If there’s one thing we've learned from being in this gig, it's to not get too attached to your favourite bar, restaurant, livehouse or even jianbing cart here in Beijing. Even a copy of our mag from, say, 2016, might make for grim reading, so a stock-take of the 2008's go-to food, drink, arts and nightlife establishments would read more like folklore of a lost, boozy civilisation.
We got on the editorial ouija board to speak with Tom Pattinson, Time Out Beijing's editor at the time of the Olympics, to hear all about the venues that excited, the atmosphere around town, and that time our magazine got banned.
As the games drew closer, Beijing was in the throes of 'a facelift on a scale not seen since the beginning of the Yuan dynasty', Pattinson wrote in our August 2007 issue, and in the following year leading up, a glut of new restaurants, galleries, clubs and high-end hotels arrived on the scene. He describes it to us as a 'sweet spot' and 'one of the best periods in Beijing’s history, as the authorities opened up culturally'.
798's Ullen's Center for Contemporary Art
With the eyes of world turning to the city, and more and more visitors flocking in, the city was starting to become a place to be. Despite previous concerns over the 798 Art District’s future, it 'started to boom', with heavy-hitting galleries UCCA and Pace Beijing opening; elsewhere, new livehouses (including the beloved Mao Livehouse) and a new interest in the city’s music scene saw more big international acts come to play, among them Sonic Youth, and local label Maybe Mars began to make waves.
There was also an unprecedented demand for all things high-end. To cater for the games, a flurry of five-star hotels opened, bringing with them a string of new restaurants, bars and an exciting new dining concept – brunch. Perhaps the biggest name in dining was Qianmen's Maison Boulud (pictured below; closed in 2013), run by celebrated French chef Daniel Boulud, which Pattinson describes as having been the 'only place you'd need a reservation or might actually think about putting a jacket'.
As for the harder stuff, 'people were turning all sorts of places into these awesome clubs'. He reels off a list of nightlife spots that we'd never heard of – Rui Fu (a short-lived lounge next door to what is now Yugong Yishan) and Song Bar among them – though a few familiar names do pop up (Gongti megaclubs Mix and Cargo).
Gulou 'wasn’t much of a thing', though it was the 'beginning of Nanluoguxiang', while over in Sanlitun, 'The Opposite House dominated', with its underground bar Punk (now Jing Yaa Tang) the 'go-to', and the still-standing Mesh another leading light. 'Shitty bar street' also gets an honourable mention.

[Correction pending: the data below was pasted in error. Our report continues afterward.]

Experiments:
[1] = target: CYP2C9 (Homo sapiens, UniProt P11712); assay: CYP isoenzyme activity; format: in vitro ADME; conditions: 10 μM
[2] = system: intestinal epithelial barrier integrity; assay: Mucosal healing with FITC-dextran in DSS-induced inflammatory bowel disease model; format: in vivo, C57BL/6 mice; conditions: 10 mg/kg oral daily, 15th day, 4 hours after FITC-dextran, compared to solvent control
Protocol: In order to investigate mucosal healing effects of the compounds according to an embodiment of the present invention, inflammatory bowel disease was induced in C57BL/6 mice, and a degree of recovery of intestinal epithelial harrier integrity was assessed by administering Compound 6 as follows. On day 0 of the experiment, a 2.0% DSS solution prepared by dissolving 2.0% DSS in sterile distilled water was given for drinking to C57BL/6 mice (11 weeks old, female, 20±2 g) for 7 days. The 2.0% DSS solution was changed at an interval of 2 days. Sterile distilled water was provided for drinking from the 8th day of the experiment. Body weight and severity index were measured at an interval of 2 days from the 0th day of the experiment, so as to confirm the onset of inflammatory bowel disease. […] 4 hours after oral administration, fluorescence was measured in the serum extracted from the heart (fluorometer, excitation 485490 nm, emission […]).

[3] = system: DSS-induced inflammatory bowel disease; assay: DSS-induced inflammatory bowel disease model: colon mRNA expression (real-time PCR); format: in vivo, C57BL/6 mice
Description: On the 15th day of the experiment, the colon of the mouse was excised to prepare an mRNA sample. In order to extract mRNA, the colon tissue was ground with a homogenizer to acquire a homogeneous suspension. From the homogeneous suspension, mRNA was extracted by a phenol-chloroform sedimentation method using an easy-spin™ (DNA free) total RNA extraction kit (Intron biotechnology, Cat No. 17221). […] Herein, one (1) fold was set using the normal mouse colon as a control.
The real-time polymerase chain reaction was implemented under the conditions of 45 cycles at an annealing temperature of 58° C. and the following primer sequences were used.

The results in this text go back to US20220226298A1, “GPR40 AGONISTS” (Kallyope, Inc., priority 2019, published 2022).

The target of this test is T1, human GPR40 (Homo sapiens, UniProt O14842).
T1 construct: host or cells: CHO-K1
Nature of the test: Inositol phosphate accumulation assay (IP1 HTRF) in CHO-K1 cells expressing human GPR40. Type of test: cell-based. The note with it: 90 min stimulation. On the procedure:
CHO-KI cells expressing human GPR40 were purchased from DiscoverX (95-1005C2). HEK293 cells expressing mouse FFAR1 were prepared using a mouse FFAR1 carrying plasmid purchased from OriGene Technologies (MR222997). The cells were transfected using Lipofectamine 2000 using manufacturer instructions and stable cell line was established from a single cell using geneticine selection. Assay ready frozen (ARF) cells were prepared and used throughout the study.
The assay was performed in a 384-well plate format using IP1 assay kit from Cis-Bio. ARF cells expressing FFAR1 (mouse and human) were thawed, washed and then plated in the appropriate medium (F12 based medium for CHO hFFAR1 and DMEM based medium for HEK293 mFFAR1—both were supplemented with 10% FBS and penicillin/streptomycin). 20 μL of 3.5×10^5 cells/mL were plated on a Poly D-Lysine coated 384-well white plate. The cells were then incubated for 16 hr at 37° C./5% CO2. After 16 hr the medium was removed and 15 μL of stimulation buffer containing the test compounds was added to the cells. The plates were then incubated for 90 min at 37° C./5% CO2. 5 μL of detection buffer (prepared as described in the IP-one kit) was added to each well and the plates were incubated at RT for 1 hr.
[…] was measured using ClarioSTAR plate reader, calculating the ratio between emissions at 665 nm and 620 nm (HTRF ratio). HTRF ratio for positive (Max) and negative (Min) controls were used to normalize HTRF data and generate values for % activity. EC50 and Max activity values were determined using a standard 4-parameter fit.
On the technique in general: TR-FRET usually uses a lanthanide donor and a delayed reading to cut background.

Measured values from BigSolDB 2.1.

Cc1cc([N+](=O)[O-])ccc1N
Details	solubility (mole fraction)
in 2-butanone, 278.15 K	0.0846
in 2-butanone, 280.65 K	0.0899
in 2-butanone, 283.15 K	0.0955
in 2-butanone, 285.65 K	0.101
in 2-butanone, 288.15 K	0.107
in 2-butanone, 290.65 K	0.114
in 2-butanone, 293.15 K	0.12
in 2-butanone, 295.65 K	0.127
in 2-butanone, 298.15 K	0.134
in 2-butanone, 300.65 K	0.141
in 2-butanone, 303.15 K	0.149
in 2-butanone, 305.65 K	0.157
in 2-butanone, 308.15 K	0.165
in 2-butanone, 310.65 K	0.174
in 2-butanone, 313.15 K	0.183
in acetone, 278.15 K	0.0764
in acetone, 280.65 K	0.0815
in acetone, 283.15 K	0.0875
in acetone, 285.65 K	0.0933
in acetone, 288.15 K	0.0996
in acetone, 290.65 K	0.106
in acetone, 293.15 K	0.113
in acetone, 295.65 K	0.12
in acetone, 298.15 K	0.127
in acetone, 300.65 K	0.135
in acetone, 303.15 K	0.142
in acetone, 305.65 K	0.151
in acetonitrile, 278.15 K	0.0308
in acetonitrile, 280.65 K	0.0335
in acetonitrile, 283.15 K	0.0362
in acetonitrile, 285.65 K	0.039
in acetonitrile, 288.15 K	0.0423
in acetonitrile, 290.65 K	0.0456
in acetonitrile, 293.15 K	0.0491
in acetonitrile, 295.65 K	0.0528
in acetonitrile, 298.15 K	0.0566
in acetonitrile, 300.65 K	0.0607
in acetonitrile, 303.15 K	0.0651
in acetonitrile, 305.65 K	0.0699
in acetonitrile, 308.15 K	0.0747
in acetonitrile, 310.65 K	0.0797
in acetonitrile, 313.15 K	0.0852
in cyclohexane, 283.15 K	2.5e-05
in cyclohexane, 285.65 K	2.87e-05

The exciting new nightlife spirit carried over into the games, as more and more visitors, Hollywood stars, distinguished guests and cashed-up sponsors descended on Beijing, and required worthy receptacles.
'I remember getting smashed with Carlton from Fresh Prince of Bel-Air.'
'You'd be out dancing onstage with the Prince of Denmark, and Mike Tyson was in town; you'd be at an after party with David Schwimmer, or in the back of a taxi with two people who’d walked on the moon,' Pattinson, now a London-based writer and producer, tells us. 'I remember getting smashed with Carlton from Fresh Prince of Bel-Air.' Over the phone, it sounds like there was some sort of Gatsby-esque roaring noughties vibe going on.
But in the final months before the Olympics, it hadn't all been fun and games, and Time Out Beijing was actually banned from distributing its June 2008 issue – perhaps our restaurant reviews were just too edgy?
Time Out Beijing's June 2008 issue – contraband.
'The media mood had actually become more relaxed in the few years before. We were allowed to interview normal people for the first time, for example,' Pattinson tells us. 'But as the games got closer, there was a bit of a minor panic and restrictions appeared. Officially, the ban was because of licensing and permit issues, but the timing was suspicious.' Normal service resumed the following month.
But beyond the high life of the Olympic era, Pattinson reflects on what was a period of significant change and progress in Beijing and China, notably in the outside world's perceptions. 'The government wanted the opening ceremony to be an announcement of "this is modern China, a force to be reckoned with", and it absolutely worked,' he says.
'Overnight, people's impressions of this old, backward, '70s Communist country, of people on bikes in Mao suits, instantly changed to those of a modern Asian superpower. This was the day the world woke up to China.'